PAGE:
Elm Collins Josephine wld h 5iy S. Jefferson Collins Rosie bkkr.. Elm Comploii I,'. Washington Connor J. Elm F. Fine work, reason- able prices. Satisfaction guaranteed. Ha it ford City. High Cuni ad Susannah wid h N. High instable Angle Btu. Franklin Cotmtab'e Martin lab. Clara lab. Jefferson Cook Earl h W. Water Cook Harry lab. Jefferson Cook Isabelle stu. Cherry Yok Mary wid h N. Walnut Cook Millie h N. Cherry Cook Orlando Maggie lab. Water Cook Oscar elk.
Cherry Cook S. Ollie cigar dealer, h N. High Cook Thurman iab. Water- Cook Vincent lab. Poplar Coons M. Franklin Coons Olive h S. Poplar Cooper Jennie elk. Kickapoo Cooper Marion lab. Chestnu't Cooper Mary wid E. Chestnut Cooper Sam Vera glasswkr. Water Cooper Woodford, porter, r cor Jefferson and Wash. Cordoll Adjt. Eva h E. Elm Cordcll G. Agnes machinist h W. Barber OlfKY '.
Jennie F. Physician and surgeon h N Jefferson Ph. Elm Corts Lillian tel oppr h E. Elm Cortt! Ruth h E. ETm GortS Win. Alice oil driller h E. Jennie Penn ticket agt li S. Cherry Coupon Teenie wid h S. Ollie cement cont h 4 1 1 N. Wabash Ave Coulter 1. Courtney Cornelius flVlh'ggie lab b E. Chestnut Courtney Raymond stti b 51s C Chestnut.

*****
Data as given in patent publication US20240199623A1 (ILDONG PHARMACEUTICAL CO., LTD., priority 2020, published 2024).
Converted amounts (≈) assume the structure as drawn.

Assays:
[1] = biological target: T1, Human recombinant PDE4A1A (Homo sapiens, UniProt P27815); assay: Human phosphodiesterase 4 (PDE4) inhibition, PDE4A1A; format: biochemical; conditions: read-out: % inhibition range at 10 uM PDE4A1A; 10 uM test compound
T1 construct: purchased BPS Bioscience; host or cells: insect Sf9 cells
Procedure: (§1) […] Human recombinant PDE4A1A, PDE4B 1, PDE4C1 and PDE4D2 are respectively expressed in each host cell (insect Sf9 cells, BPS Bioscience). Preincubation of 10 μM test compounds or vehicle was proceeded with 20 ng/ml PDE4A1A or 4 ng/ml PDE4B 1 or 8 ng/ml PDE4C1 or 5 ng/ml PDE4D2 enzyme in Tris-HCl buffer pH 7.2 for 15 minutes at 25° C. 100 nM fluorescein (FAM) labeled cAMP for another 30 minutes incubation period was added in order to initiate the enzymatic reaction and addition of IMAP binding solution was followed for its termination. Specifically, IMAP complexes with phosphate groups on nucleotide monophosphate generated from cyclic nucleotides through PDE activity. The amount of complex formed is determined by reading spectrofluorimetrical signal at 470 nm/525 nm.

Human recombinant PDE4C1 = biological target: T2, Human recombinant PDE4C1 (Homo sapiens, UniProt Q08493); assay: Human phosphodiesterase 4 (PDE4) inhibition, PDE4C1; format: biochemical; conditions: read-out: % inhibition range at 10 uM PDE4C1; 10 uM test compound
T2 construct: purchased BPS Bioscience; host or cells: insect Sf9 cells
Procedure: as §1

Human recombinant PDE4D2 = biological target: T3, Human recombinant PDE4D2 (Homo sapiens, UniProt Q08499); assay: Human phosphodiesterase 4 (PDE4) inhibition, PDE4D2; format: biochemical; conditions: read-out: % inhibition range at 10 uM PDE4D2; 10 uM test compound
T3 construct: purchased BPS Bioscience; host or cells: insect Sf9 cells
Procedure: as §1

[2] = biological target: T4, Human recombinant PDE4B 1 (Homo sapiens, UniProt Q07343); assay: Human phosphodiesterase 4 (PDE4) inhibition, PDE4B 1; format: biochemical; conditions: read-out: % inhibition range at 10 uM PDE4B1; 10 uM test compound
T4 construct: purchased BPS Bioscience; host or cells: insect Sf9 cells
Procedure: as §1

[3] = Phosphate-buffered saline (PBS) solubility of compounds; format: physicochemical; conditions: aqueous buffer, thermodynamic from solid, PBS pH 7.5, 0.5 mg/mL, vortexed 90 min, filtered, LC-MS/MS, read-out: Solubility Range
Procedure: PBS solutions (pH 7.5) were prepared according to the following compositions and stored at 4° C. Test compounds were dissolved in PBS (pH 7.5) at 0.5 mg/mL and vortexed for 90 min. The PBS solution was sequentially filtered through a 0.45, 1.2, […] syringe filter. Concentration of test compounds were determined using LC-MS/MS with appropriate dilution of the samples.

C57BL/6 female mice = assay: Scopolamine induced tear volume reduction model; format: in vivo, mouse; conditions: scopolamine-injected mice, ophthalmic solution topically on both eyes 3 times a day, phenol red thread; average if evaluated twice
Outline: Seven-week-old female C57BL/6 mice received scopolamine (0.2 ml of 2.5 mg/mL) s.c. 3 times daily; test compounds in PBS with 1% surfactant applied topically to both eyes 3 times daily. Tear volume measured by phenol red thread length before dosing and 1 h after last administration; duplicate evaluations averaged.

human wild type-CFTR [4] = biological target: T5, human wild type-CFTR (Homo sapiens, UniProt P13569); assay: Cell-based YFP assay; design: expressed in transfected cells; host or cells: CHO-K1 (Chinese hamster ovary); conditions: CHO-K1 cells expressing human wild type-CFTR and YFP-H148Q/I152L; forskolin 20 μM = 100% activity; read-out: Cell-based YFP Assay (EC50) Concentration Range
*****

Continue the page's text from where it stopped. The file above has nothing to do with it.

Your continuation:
Ueneral Insurance, Both Farm and City,. Hartford City Directory 31 Covult P. Emily L retired h W Washington. Crabtree J. Lena iab h 4 13 E.
Main , Craft Jesse' R. Paterson Crawford Geo. Elm Crawford John H. Harriet h Wabash Ave Crawford Wm. Francis P. Crimmel A. Flora E. High Croniu L. Iclrerson Cronin IJtta wid ll io.
Franklin Croniu Fraucla li. TY, IM. Y S. Jefferson Phone SSI. Vada County Auditor h S. Walnut Or oh In Jot R. Cronin ft Leonard, clothiers, h S. Esther with T. Nellie with T. Cronin h 40G E Main Phone 3!